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using PHP and MySQL

i have grabbed an array of facebook user ids from facebook.

Now i want to find the corresponding username in my application for this array.

Clearly in my application the user table contains unique username and unique fb_uid values.

my rudimentary understanding oof programming led me to 2 ways:

1) use a loop and run through the array of fb_uid and find the username one by one.


2) create a monster query like select distinct(username) from users where fb_uid = value1 OR fb_uid = value2 ...

so is there a better way out?

Thank you.

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3 Answers 3

up vote 10 down vote accepted

Use SQL's IN operator instead:

select distinct(username) from users where fb_uid in (value1, value2, ...)


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If your list of fb_uids is big (say, more than 100 or 500 r 1000 hundred ids), I wouldn't go with the "or" way : too many "or" like this will hurt the DB, I think.

But doing one query per id is not really good either...

So what about a mix of those two ideas ? Doing one query per, say, 50 or 100 fb_uids ?

And, instead of using lots or OR, you can go with IN ; a bit like this :

select distinct(username) from users where fb_uid IN (id1, id2, id3, ...)

Not sure it'll change anything for the DB, but, at least, it's looking better ^^

Only thing is you shouldn't use too many ids in the IN ; so, doing a couple of queries, with between 50 and 500 ids each time might be the way to go.

And to help you a bit further, you might need to take a look at array_slice, to extracts "slices" of your fb_uids array...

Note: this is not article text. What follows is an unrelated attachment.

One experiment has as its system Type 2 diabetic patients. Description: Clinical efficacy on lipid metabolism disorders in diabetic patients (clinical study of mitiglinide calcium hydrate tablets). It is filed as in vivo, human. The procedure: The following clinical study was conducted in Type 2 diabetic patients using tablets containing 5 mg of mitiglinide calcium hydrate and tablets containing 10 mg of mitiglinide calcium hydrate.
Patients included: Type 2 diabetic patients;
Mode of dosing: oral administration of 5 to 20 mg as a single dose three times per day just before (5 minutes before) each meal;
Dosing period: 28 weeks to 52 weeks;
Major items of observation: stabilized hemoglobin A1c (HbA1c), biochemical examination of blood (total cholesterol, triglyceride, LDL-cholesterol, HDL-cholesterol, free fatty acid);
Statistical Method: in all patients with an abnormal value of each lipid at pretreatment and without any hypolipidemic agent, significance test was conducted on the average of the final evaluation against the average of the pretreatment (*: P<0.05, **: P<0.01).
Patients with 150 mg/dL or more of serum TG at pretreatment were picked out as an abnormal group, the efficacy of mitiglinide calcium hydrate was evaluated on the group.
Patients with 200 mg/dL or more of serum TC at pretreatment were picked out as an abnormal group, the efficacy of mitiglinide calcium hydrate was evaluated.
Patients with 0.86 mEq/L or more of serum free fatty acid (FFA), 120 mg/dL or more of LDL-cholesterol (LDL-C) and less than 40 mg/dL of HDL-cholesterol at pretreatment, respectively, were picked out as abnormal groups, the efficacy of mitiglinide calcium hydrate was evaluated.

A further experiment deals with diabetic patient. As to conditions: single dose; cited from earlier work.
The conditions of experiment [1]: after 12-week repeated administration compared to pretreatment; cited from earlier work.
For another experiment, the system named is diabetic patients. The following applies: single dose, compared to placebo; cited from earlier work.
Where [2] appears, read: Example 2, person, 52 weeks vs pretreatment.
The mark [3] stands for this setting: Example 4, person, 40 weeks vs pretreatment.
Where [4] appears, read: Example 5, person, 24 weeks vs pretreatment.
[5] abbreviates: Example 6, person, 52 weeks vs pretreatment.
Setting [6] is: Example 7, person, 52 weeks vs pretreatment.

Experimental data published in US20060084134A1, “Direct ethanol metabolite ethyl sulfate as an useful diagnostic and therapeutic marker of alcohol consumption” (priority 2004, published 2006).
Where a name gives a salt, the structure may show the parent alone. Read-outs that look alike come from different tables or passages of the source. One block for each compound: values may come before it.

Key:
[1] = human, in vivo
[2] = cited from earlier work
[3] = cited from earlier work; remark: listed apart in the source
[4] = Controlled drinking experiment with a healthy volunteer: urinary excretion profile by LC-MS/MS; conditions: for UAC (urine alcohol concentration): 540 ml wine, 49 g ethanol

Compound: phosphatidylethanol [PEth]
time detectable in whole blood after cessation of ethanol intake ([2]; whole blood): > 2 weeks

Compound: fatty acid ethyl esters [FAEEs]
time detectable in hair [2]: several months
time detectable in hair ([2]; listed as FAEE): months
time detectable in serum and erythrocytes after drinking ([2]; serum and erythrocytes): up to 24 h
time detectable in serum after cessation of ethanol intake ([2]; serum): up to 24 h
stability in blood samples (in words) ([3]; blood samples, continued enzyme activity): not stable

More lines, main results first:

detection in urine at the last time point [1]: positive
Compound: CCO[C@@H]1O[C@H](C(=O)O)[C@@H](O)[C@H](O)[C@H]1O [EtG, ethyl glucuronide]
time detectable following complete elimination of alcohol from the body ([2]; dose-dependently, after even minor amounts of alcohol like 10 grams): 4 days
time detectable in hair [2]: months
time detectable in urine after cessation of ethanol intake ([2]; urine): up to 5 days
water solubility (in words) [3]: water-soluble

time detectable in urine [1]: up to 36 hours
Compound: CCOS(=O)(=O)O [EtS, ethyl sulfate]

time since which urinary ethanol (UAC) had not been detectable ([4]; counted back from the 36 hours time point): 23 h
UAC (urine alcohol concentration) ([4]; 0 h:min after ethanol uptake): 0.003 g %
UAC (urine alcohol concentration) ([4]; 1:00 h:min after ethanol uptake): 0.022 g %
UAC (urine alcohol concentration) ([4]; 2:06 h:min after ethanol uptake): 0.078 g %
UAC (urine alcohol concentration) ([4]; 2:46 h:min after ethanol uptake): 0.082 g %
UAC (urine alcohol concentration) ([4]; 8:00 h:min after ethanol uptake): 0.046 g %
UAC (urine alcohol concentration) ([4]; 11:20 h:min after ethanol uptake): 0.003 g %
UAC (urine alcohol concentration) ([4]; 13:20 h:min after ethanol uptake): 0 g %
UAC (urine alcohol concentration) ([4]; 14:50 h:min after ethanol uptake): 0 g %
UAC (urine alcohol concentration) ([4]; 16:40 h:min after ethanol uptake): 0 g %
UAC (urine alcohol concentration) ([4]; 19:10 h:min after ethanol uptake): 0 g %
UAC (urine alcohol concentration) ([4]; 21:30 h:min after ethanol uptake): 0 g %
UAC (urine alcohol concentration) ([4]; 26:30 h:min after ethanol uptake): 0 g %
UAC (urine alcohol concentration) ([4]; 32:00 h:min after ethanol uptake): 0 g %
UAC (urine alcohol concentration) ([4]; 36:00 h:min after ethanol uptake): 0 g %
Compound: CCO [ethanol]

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dev.mysql.com/doc/refman/5.0/en/… - According to that link, the max number of values for IN in MySQL is limited only by the max_packet_size. So... how many values you stick in there can probably be quite large, but testing might be required to find out how large. Other than that, I like your answer: +1. –  nilamo Aug 13 '09 at 17:17
I supposed that could have some impact on performances -- that's actually more the reason for which I thought about not putting too many values inside the IN() ; though, I have to admit I didn't do any benchmarks on MySQL about that ^^ –  Pascal MARTIN Aug 13 '09 at 17:20

There's another MySQL function: MATCH AGAINST

SELECT * FROM customer WHERE status = 1 AND MATCH (person, city, company, zipcode, tags) AGAINST ('".$searchstring."' IN BOOLEAN MODE)

Your inputstring will be searched in different columns.

Maybe you can reconsider your sql statement if you didn't knew this function.

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